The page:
CorelDraw & VBA
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Guide to CorelDraw VBA

Error Handling

Error Handling is placing in your code provision for expected and unexpected errors. Expected errors are simply those that you have anticipated. However there can be many errors that you have not thought of. What if the user inputs a letter instead of a number. Maybe the code refers to a file has since been renamed. What if the document does not contain a particular object that is to be colored. It is difficult to predict all possible causes of errors.

Error handling is not that important when you are the only user. You can read the code and so you can determine what went wrong. However, if others are to use your code and they are not familiar with VBA then you should incorporate Error Handling in your code. If these people see a dialog box informing them of an error they will not necessarily trust your code since they can perceive that it has errors. Also if they are confronted with a dialog box giving them the choice of ending the code or debugging the code and they choose debugging then they will get into areas where they are over their heads and may inadvertently change your code.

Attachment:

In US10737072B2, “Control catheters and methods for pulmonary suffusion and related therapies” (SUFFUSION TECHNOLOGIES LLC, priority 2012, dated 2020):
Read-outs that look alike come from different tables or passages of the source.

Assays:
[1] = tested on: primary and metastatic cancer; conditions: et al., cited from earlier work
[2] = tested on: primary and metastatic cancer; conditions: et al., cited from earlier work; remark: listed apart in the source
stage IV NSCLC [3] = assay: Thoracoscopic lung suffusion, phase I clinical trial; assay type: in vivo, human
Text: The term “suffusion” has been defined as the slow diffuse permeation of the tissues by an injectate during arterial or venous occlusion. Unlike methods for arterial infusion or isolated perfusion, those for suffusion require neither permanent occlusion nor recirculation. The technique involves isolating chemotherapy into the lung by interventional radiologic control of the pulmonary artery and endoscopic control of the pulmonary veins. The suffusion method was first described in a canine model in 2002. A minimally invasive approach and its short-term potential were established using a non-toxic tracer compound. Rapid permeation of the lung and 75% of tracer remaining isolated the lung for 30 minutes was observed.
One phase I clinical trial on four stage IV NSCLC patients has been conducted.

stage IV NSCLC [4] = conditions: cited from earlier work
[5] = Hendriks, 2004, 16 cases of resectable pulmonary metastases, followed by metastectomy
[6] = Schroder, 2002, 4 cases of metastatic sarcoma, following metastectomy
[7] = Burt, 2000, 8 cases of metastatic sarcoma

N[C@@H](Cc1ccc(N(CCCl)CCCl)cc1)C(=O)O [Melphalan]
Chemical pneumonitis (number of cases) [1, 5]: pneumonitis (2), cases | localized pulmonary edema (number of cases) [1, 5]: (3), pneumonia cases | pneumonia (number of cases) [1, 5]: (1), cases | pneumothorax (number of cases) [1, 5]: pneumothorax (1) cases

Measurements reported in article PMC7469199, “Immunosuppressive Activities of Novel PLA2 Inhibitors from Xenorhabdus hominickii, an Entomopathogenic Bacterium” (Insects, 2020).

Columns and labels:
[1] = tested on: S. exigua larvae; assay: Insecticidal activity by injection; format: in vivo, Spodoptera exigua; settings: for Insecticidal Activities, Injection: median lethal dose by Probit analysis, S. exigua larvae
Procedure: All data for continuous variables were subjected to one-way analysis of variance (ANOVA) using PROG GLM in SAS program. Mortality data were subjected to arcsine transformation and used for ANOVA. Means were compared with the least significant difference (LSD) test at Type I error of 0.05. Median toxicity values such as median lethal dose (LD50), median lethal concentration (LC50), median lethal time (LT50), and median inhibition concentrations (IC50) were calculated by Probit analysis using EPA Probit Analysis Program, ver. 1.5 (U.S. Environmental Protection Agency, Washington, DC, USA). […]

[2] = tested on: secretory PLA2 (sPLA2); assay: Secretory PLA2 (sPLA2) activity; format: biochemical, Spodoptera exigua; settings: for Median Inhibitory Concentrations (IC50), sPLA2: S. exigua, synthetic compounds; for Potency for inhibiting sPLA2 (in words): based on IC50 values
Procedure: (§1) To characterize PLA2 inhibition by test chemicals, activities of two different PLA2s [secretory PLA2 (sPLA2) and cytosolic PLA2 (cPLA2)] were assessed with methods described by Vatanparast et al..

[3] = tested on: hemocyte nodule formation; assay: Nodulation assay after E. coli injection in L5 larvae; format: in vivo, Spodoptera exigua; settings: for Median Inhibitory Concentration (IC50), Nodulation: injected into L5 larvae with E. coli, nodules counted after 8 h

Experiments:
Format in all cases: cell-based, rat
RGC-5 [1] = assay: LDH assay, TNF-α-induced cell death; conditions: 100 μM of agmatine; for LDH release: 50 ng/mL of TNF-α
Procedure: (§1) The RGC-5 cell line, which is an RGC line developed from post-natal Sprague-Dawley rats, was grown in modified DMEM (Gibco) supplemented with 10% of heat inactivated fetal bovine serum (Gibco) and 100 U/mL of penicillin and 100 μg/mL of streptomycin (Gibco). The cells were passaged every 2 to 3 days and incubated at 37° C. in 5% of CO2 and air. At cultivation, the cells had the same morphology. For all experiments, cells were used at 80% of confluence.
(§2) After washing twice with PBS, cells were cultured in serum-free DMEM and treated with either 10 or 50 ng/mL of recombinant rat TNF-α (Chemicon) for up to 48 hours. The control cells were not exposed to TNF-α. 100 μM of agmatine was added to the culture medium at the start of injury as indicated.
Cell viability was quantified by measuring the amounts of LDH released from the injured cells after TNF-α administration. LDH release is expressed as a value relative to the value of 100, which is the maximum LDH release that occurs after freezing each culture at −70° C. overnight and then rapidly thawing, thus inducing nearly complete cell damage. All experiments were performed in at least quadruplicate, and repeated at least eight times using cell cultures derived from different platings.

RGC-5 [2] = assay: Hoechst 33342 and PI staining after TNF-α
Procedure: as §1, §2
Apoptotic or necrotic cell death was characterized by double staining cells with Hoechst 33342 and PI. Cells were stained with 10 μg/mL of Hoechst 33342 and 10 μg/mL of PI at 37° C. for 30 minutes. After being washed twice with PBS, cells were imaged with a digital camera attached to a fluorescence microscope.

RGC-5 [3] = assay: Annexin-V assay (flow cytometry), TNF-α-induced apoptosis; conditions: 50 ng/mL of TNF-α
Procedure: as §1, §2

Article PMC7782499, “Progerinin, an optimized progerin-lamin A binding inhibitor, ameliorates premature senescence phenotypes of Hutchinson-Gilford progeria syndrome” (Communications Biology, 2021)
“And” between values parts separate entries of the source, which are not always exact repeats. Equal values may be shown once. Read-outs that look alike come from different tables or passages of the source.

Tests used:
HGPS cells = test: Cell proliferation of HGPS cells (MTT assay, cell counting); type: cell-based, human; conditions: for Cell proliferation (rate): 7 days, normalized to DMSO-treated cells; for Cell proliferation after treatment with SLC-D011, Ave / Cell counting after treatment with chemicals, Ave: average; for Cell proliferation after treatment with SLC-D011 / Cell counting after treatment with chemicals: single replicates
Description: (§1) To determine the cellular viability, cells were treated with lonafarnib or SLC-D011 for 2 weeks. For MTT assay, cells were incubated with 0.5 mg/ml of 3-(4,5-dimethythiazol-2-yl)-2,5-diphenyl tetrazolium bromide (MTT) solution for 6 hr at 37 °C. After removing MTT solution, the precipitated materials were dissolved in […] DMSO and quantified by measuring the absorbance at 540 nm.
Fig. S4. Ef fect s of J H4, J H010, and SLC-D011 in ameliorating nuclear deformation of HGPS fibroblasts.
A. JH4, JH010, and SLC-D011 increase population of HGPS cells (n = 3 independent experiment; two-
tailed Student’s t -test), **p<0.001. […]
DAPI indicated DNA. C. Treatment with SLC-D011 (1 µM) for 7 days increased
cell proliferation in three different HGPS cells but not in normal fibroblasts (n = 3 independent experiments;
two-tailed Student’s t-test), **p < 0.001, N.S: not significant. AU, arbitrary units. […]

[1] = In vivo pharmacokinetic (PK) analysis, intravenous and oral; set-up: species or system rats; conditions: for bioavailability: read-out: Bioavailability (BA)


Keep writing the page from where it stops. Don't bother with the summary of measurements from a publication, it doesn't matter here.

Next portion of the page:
The best source to explain the use of Error handlers in at the Pearson Software Consulting site. It apply's to both CorelDraw and Excel as well as to all other applications running VBA.

The simplest error handler is to place the follow at the start of the code just after "Sub .....()", "Function .....()" or "Property .....()".

    On Error GoTo Err_Handler

At the end of the code just before the "End Sub", "End Function" or "End Property" place the following.

    Exit Sub

    MsgBox "An unexpected error has occurred" & vbCr & "This code will cease."

The above means that if there is an error anywhere in this code immediately go to the line called Err_Handler and by-pass the rest of the code. Then it perform all the commands following the line Err_Handler. In this case a message box will displayed informing the user of an error and that the code will cease. The final line of code "End Sub", "End Function" or "End Property" will stop the code from running further.

Notice that the line above the Err_Handler code is "Exit Sub", "Exit Function" or "Exit Property". If there were no errors the code would be performed and would stop when it reached this Exit otherwise the Err_Handler code would also run even though there had been no errors.

Here is a sample bas file that you can import into your VBA code to see how it works. Run Sub First_Procedure(). It will display a message box with the answer of 18 divided by 2 then it will automatically run Sub Second_Procedure() that tries to divide by zero. Sub Second_Procedure() does not contain an Error Handler but the last Error Handler in Sub First_Procedure() will take over and stop the code.

Issued 2015_03_10